Haifa Zangara is a London-based Iraqi
A group of Iraqi women recently met the U.S. ambassador in an effort
push the framers of Iraq's constitution not to limit women's rights.
Western feminist groups and some Iraqi women activists fear Islamic
which if enshrined as a main source of legislation will be used to
restrict their rights, specifically in matters relating to marriage,
divorce and inheritance. The U.S. shares this concern; Iraqi women
generally do not. Why?
Most Iraqi women recognize, and try to sensitively cope with, the
predicament of dealing with occupation and the rise of reactionary
practices affecting their rights and way of life. This applies across
political and social class spectrum, for the secular left as much as
moderate Islamists and nationalists. They also feel that writing the
constitution is not their priority for the time being. Iraqi women
believe that it is important for the people concerned to be able to
clearly, to think of the future when writing such a crucial document.
order to do this, they must be liberated from immediate fears and be
to enjoy basic human rights, such as walking safely in the streets of
Iraqi women do not enjoy these privileges.
Despite all the rhetoric about "building a new democracy," Iraqis are
buckled under the burdens of abuse and plunder committed by members of
the U.S.-led occupation force and its local Iraqi sub-contractors.
life for most Iraqis is still a struggle for survival, with tragedies
atrocities engulfing them.
Human rights under occupation have proven to be a mirage similar to
weapons of mass destruction. Torture and ill-treatment of members of
political and armed groups, even the torture of children held in adult
facilities, is widespread. Depleted uranium and other banned weapons
been used against various Iraqi cities by American and British troops,
weapons including the MK-77 incendiary bomb, a modern form of napalm.
Iraqi women were long the most liberated in the Middle East.
has confined them to their homes. A typical Iraqi woman's day begins
the struggle to get the basics: electricity, petrol or a cylinder of
fresh water, food and medication. It ends with a sigh of relief for
surviving death threats and violent attacks. For a majority of Iraqi
women, simply venturing into the streets harbors the possibility of
attack or kidnapping for profit or revenge. Young girls are sold to
neighboring countries for prostitution.
In the land of oil, 16 million Iraqis rely on monthly food rations for
survival. They have not received any since May. Privatization
all free public services. Acute malnutrition has doubled among
Unemployment at 70 percent is exacerbating poverty, prostitution,
backstreet abortions and honor killings. Corruption and nepotism are
rampant in the interim government. Gender is no obstacle. Layla
Abdul-Latif, minister of transport under Iyad Allawi's regime, is
investigation for corruption. Her male colleague Ayham Al-Sammarai,
former minister of electricity, managed to flee the country.
Women's political participation in the interim government, national
assembly and even the committee appointed to write the constitution
follows a quota system imposed by Paul Bremer, the former de facto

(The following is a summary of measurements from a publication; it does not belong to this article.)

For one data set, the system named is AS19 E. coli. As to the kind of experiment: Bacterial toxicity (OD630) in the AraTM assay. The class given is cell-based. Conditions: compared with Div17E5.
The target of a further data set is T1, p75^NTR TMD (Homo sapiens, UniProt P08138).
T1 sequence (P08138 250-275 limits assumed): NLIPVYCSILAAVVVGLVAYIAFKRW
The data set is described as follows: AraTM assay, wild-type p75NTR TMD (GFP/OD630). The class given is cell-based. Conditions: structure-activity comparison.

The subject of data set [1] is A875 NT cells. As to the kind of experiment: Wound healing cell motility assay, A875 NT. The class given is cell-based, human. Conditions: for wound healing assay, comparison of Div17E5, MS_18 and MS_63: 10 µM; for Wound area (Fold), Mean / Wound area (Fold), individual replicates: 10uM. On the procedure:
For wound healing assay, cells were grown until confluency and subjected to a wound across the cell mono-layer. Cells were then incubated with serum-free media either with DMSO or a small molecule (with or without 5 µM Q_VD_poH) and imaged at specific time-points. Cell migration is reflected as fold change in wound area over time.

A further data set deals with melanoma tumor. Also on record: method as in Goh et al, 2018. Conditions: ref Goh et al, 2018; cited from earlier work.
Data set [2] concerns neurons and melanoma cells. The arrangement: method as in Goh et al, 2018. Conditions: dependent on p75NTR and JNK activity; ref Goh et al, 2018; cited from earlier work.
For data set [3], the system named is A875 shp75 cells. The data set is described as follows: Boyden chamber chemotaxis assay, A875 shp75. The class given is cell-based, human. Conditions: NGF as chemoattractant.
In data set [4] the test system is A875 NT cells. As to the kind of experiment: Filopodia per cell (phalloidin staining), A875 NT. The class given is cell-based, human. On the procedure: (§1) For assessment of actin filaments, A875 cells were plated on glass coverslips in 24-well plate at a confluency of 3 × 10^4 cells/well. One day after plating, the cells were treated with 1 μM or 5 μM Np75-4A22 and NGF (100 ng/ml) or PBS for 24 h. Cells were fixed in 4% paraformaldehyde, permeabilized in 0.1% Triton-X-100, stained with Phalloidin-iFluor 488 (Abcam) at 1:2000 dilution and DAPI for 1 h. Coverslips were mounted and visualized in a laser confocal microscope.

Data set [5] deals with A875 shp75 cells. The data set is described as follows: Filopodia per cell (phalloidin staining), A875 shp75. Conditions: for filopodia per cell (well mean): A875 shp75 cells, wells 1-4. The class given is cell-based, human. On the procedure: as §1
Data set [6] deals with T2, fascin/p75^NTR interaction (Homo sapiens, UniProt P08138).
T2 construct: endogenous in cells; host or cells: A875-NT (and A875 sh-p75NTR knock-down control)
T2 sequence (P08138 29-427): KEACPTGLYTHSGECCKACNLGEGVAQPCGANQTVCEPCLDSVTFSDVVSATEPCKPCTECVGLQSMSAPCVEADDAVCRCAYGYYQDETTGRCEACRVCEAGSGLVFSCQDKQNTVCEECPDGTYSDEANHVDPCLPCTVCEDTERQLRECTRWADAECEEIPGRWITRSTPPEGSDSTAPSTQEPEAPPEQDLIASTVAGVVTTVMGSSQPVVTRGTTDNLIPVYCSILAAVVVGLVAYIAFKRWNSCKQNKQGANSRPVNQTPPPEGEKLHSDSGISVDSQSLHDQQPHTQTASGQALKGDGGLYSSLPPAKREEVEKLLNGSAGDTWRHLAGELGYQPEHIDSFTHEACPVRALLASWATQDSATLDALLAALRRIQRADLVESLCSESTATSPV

of Iraq imposed by the U.S.. This is the man who engineered a process
reproducing the U.S.-appointed Coalition Provisional Authority (CPA),
prolong the occupation and incite sectarian and ethnic conflicts.
Iraqi women's historical struggle against colonial occupation for
national unity, social justice and legal equality has been reduced to
sheer bickering among a handful of "women leaders" over nominal
posts. The quota system has widened the gap between women members of
interim governments and the majority of Iraqi women.
Powerless, holed up in guarded areas or the US-fortified Green Zone,
venturing out only in daylight with armed escorts and without any
credibility among Iraqi women, the failure of these "leaders" is
catastrophic. Like their male colleagues, they have adopted a
approach to human rights, principally U.S.-oriented. The suffering of
their sisters in cities showered with napalm, phosphorus and cluster
bombs by U.S. jet fighters, the death of about 100,000 Iraqis -- half
them women and children -- is met with rhetoric about training women
leadership and democracy.
Documents released March 7, 2005 by the American Civil Liberties Union
show 13 cases of rape and abuse of female detainees. The documents
revealed that no action was taken against any soldier or civilian
official as a result.
The documents also provide further evidence that U.S. troops have
destroyed evidence of abuse and torture in order to avoid a repetition
last year's Abu Ghraib prison abuse scandal. The silence of women
of the National Assembly, interim government and all USAID-financed
NGOs is deafening. "Women's rights" in Iraq has become an absurd
discourse chewing on meaningless words.
No wonder that U.S.-financed women NGOs, who publicly preach women's
rights and democracy, are suspected of being vehicles for foreign
manipulation and are despised and boycotted, however much they manage
recruit liberal or left personalities.
Iraqi women know that the enemy is not Islam. There is a strong
to anyone trying to equate women's issues to the racist "war on
set up against the world of Islam. Women also know that traditional
society, exemplified by the neighborhood and extended family, however
restrictive at times, is not the enemy. In fact, it has been the
and protector of women and children in both physical safety and
despite lowest-common-denominator demands on dress and personal
The enemy is the collapse of the state and civil society. And the
for that is the foreign military invasion and occupation.
Haifa Zangara is a London-based Iraqi novelist.